The story of Ana-al Haq goes back centuries and took place in Baghdad, Iraq. Mansur al-Hallaj was a renowned poet, teacher and mystic born in the year 858. While his eventful life and teachings make for an interesting read, he is most revered and spurned for his utterance or Shath, Ana-al Haq (I am the Truth). ‘The Truth’ is one of the Ninety Nine names of Allah. Was the mystic claiming to be God? Or was he aware of the paramount truth, that God has made man in the image of His self ? Sufism upholds that God can be experienced by love. God is not in the clutches of the priests nor is He confined to the houses of worship built by man. To love Him is to surrenderone self, unconditionally. The s tory goes that the Sufi, Mansur al-Hallaj transcended his worldly reality; that he was almost overcome with his faith. He proclaimed ‘I am the Truth’ which the Islamic establishment saw as blasphemy and awarded him the death penalty.
This story of unification with God resonates with meaning centuries later. As story telling would reach a limited audience, music was chosen as the medium for its popularity and reach. Thangal was adamant that the song he would produce would not bear the stereotypical hallmarks of a Mappila song. The tradition of Sufi music seemed to be the best choice to impart such a universal message.
Sharing the idea with his friend and singer Ranjini Jose, who was on a visit to his home in Chittethukara, Kakkanad, saw the concept begin to take shape. While some could easily imbibe the essence of the message, some could not share the vision. Slowly a group of people who appreciated the message and saw the relevance of the concept came together.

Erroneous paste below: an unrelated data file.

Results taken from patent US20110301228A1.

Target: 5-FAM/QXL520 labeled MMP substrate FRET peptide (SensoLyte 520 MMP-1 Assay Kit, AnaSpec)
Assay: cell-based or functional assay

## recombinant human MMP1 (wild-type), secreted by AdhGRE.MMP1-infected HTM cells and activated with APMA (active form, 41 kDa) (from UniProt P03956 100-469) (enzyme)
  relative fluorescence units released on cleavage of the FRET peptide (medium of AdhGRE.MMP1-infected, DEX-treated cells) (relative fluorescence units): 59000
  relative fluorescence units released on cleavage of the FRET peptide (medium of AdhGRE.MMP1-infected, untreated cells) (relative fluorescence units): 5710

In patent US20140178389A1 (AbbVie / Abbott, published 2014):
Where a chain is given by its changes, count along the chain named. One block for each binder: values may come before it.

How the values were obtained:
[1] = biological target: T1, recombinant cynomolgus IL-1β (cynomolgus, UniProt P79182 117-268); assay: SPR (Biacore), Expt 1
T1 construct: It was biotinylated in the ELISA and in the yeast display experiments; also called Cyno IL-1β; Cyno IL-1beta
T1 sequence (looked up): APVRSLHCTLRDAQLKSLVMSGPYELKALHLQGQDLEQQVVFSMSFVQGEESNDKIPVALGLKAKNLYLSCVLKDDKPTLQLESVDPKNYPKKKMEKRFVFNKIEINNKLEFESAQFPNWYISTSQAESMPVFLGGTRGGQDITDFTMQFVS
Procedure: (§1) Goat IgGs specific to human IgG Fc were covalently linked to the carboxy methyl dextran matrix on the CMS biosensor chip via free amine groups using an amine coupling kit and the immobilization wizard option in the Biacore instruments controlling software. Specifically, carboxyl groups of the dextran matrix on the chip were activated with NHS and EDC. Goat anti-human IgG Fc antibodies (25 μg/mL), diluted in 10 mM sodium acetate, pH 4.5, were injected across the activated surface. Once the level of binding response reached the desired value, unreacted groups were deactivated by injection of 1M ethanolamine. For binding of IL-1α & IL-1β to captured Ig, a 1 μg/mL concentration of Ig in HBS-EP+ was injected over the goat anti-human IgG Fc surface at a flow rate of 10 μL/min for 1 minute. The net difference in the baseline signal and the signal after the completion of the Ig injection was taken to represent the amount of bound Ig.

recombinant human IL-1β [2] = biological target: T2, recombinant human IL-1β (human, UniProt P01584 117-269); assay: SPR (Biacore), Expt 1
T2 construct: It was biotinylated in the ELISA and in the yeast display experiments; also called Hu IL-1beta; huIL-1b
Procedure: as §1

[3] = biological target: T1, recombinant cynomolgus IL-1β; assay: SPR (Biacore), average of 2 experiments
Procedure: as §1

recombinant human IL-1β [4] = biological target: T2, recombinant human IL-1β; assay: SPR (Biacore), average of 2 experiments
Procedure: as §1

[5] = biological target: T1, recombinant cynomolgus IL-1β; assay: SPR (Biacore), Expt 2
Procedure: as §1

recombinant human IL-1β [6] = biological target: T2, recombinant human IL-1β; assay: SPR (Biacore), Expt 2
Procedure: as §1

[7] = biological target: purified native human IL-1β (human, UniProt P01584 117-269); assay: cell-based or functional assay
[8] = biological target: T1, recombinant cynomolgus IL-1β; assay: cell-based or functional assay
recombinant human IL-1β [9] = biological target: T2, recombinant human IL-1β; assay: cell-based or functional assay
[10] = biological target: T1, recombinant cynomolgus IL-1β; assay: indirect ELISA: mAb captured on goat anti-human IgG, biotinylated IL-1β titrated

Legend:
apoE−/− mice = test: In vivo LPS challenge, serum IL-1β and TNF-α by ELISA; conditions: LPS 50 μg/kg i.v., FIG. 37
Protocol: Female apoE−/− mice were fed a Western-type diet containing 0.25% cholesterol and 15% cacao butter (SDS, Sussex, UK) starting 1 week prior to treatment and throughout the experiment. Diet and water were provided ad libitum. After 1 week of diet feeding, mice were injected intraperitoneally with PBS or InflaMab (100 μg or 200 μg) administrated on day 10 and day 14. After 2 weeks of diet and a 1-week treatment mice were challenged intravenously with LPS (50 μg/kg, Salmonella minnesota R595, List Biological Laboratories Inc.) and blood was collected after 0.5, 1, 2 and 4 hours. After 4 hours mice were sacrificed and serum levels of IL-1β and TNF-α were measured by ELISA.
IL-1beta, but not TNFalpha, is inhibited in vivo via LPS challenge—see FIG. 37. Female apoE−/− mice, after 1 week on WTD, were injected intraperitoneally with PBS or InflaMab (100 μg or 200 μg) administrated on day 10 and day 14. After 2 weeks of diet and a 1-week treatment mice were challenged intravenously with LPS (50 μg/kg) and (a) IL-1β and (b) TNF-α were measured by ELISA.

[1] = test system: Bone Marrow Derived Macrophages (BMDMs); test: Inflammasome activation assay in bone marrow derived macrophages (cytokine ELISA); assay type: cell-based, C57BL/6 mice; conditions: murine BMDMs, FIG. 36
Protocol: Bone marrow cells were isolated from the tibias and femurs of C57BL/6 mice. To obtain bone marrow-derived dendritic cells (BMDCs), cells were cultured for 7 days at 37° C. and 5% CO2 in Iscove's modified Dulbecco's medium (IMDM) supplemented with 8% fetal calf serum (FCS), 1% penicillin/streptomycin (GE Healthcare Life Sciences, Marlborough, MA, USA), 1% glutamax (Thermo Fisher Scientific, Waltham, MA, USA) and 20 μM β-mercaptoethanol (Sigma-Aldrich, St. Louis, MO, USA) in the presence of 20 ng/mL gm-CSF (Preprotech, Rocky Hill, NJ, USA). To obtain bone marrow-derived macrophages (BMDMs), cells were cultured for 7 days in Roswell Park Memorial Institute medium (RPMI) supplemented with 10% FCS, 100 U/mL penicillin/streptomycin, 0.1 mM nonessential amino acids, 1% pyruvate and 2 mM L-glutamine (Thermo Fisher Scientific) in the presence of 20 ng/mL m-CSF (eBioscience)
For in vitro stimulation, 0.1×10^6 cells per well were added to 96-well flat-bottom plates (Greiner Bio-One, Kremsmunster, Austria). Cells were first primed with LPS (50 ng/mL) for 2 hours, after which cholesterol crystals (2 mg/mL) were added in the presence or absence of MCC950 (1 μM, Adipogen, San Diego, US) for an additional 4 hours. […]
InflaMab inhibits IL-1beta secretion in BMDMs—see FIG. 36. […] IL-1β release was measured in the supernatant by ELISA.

The dedicated and talented team worked zealously behind the making of this single and its video. The lyricist, Shabreesh Varma, skilfully put Thangal’s thoughts into words. He is a songwriter and actor, who has proved his mettle in the tinsel town in a very short span of time. The simple yet profound lyrics evocatively bring out one’s futile wanderings in search of a God that lives within. The aesthetically picturized video, starring the singer Ranjini Jose in the lead, add another dimension to the song. The well crafted video is directed by Ambili. S. Rangan and the talented cinematographer Niel D Kunja’s touch s evident in each frame. Beautiful costumes, elegant choreography and soulful rendition make it an appealing and inspiring single. The exceptional production sets it apart from the host of Malayalam music videos that one is used to.
The music video, Ana-al Haq – The Alchemy of Love was released on Prophet Muhammad’s birthday. The glittering function was held at the Marriot Hotel, in Kochi. Attendees from all walks of life, including the cinema, fine arts and literature took part. The music video has since been garnering rave reviews on YouTube and social media platforms. Thangal and the team are justifiably pleased that their endeavour is taking wings.
The scion of a prominent Thangal (Sayyid) family of Palluruthy, Kochi, Fazludheen Thangal has an incredible legacy to uphold. His father, (late) Dr. P. A. Poonkunji Koya Thangal, was an ayurvedic and a Medical Officer in the Indian Systems of Medicine department. People came from far and wide to seek his advice and counsel at Thangal Nagar, Palluruthy, Kochi. Fate indeed played a cruel trick when it snatched the beloved father from this young boy. It is probably fitting then, to know that it was his father’s library that fuelled Fazludheen Thangal’s journey of self awareness and set him on the path to Oneness.